Congress passes bill letting 9/11 victims sue Saudi Arabia, in face of veto threat

Congress on Friday approved a bill that would allow the victims of 9/11 to sue the government of Saudi Arabia – putting lawmakers on a collision course with the White House.

The House passed the legislation by voice vote on Friday, months after the Senate OK'd the measure back in May. The bill heads soon to President Obama's desk, testing whether the White House will follow through on warnings that the president could veto.

The administration for months has argued the legislation could harm the country’s relationship with Saudi Arabia and put U.S. officials stationed overseas in jeopardy.

But Rep. Ted Poe, R-Texas, said the U.S. government should be more concerned about the families of the victims than "diplomatic niceties."

The bill would give victims’ families the right to sue in U.S. court for any role that elements of the Saudi government may have played in the 2001 attacks that killed thousands of Americans in New York, Washington and Pennsylvania.

Poe said he doesn't know if the Saudi government had a role in the attacks.

"That's for a jury of Americans to decide," he said.

The vote was held ahead of the 15th anniversary of the terror attacks. Following Friday’s vote, Sen. Charles Schumer, D-N.Y., one of the authors of the Justice Against Sponsors of Terrorism Act, said he was “pleased” the House had “taken this huge step forward towards justice” and said he hoped the Obama administration would not veto the bill.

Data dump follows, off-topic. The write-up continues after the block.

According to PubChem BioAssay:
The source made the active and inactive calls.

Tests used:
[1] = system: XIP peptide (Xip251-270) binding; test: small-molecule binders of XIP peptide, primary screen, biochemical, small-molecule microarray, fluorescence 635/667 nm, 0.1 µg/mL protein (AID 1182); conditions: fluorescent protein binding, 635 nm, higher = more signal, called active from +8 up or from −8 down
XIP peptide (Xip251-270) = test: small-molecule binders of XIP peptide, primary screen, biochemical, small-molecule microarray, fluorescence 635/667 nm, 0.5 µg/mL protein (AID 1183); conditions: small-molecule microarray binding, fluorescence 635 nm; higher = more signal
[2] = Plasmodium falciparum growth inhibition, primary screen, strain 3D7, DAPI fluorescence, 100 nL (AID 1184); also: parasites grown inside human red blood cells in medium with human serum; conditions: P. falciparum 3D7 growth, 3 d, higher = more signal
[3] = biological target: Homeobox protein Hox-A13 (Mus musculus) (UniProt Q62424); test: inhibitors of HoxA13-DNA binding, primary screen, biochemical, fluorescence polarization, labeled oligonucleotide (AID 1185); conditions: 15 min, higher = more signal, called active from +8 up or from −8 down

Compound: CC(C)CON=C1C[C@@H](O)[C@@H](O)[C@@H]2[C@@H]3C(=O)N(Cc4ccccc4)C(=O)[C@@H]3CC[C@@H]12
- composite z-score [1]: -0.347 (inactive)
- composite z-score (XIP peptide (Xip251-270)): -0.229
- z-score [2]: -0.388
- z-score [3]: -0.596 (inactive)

“There are always diplomatic considerations that get in the way of justice, but if a court proves the Saudis were complicit in 9/11, they should be held accountable,” Schumer said in a written statement. “If they’ve done nothing wrong, they have nothing to worry about.”

Saudi Arabia, a key U.S. ally, has voiced strong objections to the legislation.

The White House also has cautioned that if the door is opened for U.S. citizens to take the Saudis to court, then a foreign country could in turn sue the United States.

Votes from two-thirds of the members in the House and Senate would be needed to override a veto.

Friday’s House vote comes two months after Congress released 28 declassified pages from a congressional report into 9/11 that reignited speculation over links at least a few of the attackers had to Saudis, including government officials. The allegations were never substantiated by later U.S. investigations into the terrorist attacks.

Fifteen of the 19 Sept. 11 hijackers were Saudi nationals.

The Justice Against Sponsors of Terrorism Act had triggered a threat from Riyadh to pull billions of dollars from the U.S. economy if the legislation is enacted. But Saudi Foreign Minister Adel bin Ahmed Al-Jubeir denied in May that the kingdom made any threats over the bill. He said Riyadh had warned that investor confidence in the U.S. would shrink if the bill became law.

"In fact what they (Congress) are doing is stripping the principle of sovereign immunities, which would turn the world for international law into the law of the jungle," Al-Jubeir said.

Right before Friday’s vote, House members from both parties briefly adjourned to commemorate the anniversary of the attacks. House Speaker Paul Ryan, R-Wis., led a moment of silence on the Capitol steps, and lawmakers sang "God Bless America" in remembrance of 9/11, when lawmakers gathered in the same location to sing the song immediately after the attacks on New York and Washington.

The Associated Press contributed to this report.